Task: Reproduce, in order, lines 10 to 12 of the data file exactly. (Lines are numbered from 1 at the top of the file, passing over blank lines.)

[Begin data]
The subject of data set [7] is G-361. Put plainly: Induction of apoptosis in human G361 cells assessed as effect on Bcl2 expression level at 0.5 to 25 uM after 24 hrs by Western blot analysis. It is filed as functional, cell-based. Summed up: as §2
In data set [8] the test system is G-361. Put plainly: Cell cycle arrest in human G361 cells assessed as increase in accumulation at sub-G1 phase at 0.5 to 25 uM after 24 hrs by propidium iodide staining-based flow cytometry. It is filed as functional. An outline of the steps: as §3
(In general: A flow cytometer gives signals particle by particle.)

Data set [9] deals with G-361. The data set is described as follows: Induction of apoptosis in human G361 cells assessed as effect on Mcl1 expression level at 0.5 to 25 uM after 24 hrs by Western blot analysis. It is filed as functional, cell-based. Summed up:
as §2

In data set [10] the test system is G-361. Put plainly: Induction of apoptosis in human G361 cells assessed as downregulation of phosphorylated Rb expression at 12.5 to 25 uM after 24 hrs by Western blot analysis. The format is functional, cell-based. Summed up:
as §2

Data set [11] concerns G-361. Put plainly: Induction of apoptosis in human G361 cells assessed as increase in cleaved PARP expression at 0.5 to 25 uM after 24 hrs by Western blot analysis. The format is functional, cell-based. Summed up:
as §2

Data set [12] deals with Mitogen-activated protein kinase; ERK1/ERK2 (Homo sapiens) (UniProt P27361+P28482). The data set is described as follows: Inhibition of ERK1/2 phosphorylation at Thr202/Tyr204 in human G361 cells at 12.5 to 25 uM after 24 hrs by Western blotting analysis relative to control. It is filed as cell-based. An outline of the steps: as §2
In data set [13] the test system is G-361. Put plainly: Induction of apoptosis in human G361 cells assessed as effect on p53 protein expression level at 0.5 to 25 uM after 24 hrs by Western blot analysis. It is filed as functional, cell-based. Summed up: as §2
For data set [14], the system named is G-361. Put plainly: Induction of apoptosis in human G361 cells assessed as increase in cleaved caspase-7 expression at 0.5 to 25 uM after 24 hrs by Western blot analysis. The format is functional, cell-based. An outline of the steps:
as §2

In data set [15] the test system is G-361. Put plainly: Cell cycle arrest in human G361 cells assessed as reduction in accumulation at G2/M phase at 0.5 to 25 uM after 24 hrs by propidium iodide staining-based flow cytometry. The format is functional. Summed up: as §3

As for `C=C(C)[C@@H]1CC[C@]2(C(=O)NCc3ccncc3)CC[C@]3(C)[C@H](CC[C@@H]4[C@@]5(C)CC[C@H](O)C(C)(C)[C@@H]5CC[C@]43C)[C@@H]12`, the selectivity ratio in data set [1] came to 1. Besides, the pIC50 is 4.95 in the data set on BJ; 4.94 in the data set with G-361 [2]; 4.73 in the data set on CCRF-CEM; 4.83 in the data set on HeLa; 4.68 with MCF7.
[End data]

Data set [12] deals with Mitogen-activated protein kinase; ERK1/ERK2 (Homo sapiens) (UniProt P27361+P28482). The data set is described as follows: Inhibition of ERK1/2 phosphorylation at Thr202/Tyr204 in human G361 cells at 12.5 to 25 uM after 24 hrs by Western blotting analysis relative to control. It is filed as cell-based. An outline of the steps: as §2
In data set [13] the test system is G-361. Put plainly: Induction of apoptosis in human G361 cells assessed as effect on p53 protein expression level at 0.5 to 25 uM after 24 hrs by Western blot analysis. It is filed as functional, cell-based. Summed up: as §2
For data set [14], the system named is G-361. Put plainly: Induction of apoptosis in human G361 cells assessed as increase in cleaved caspase-7 expression at 0.5 to 25 uM after 24 hrs by Western blot analysis. The format is functional, cell-based. An outline of the steps: